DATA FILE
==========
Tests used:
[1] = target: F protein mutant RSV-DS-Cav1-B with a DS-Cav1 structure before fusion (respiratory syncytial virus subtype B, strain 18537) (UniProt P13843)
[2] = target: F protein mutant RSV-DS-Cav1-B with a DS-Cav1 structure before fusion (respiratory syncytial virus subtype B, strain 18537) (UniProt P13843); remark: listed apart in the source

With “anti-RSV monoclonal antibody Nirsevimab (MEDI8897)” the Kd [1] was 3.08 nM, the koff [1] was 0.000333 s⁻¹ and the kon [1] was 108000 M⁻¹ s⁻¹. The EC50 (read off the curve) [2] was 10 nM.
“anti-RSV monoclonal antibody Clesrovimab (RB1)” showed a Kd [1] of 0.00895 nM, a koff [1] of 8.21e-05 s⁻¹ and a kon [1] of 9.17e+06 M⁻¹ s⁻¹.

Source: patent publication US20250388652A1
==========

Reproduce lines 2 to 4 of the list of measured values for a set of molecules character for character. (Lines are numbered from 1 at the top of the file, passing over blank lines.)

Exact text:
[1] = target: F protein mutant RSV-DS-Cav1-B with a DS-Cav1 structure before fusion (respiratory syncytial virus subtype B, strain 18537) (UniProt P13843)
[2] = target: F protein mutant RSV-DS-Cav1-B with a DS-Cav1 structure before fusion (respiratory syncytial virus subtype B, strain 18537) (UniProt P13843); remark: listed apart in the source

With “anti-RSV monoclonal antibody Nirsevimab (MEDI8897)” the Kd [1] was 3.08 nM, the koff [1] was 0.000333 s⁻¹ and the kon [1] was 108000 M⁻¹ s⁻¹. The EC50 (read off the curve) [2] was 10 nM.